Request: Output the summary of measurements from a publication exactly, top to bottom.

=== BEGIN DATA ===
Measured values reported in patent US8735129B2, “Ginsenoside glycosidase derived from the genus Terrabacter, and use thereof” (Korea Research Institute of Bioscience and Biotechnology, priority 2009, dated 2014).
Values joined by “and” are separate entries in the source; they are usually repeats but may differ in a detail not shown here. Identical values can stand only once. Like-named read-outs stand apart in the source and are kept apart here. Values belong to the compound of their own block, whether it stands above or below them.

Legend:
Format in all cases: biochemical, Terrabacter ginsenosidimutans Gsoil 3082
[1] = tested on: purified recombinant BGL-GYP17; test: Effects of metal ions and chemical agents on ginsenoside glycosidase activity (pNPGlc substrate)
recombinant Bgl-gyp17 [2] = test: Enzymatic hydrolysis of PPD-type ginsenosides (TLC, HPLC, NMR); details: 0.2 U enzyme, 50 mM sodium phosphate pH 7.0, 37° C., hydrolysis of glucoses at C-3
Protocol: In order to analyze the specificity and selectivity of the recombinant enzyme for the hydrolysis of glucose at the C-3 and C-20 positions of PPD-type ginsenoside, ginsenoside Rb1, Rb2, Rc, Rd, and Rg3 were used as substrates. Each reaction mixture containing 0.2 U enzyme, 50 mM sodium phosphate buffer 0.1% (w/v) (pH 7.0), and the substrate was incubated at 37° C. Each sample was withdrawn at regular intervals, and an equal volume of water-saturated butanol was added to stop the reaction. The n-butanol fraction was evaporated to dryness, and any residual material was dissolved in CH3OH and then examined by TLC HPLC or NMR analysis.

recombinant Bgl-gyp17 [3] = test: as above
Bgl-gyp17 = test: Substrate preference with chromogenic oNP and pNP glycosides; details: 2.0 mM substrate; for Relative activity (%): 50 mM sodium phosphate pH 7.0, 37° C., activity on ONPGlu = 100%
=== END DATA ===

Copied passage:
Measured values reported in patent US8735129B2, “Ginsenoside glycosidase derived from the genus Terrabacter, and use thereof” (Korea Research Institute of Bioscience and Biotechnology, priority 2009, dated 2014).
Values joined by “and” are separate entries in the source; they are usually repeats but may differ in a detail not shown here. Identical values can stand only once. Like-named read-outs stand apart in the source and are kept apart here. Values belong to the compound of their own block, whether it stands above or below them.

Legend:
Format in all cases: biochemical, Terrabacter ginsenosidimutans Gsoil 3082
[1] = tested on: purified recombinant BGL-GYP17; test: Effects of metal ions and chemical agents on ginsenoside glycosidase activity (pNPGlc substrate)
recombinant Bgl-gyp17 [2] = test: Enzymatic hydrolysis of PPD-type ginsenosides (TLC, HPLC, NMR); details: 0.2 U enzyme, 50 mM sodium phosphate pH 7.0, 37° C., hydrolysis of glucoses at C-3
Protocol: In order to analyze the specificity and selectivity of the recombinant enzyme for the hydrolysis of glucose at the C-3 and C-20 positions of PPD-type ginsenoside, ginsenoside Rb1, Rb2, Rc, Rd, and Rg3 were used as substrates. Each reaction mixture containing 0.2 U enzyme, 50 mM sodium phosphate buffer 0.1% (w/v) (pH 7.0), and the substrate was incubated at 37° C. Each sample was withdrawn at regular intervals, and an equal volume of water-saturated butanol was added to stop the reaction. The n-butanol fraction was evaporated to dryness, and any residual material was dissolved in CH3OH and then examined by TLC HPLC or NMR analysis.

recombinant Bgl-gyp17 [3] = test: as above
Bgl-gyp17 = test: Substrate preference with chromogenic oNP and pNP glycosides; details: 2.0 mM substrate; for Relative activity (%): 50 mM sodium phosphate pH 7.0, 37° C., activity on ONPGlu = 100%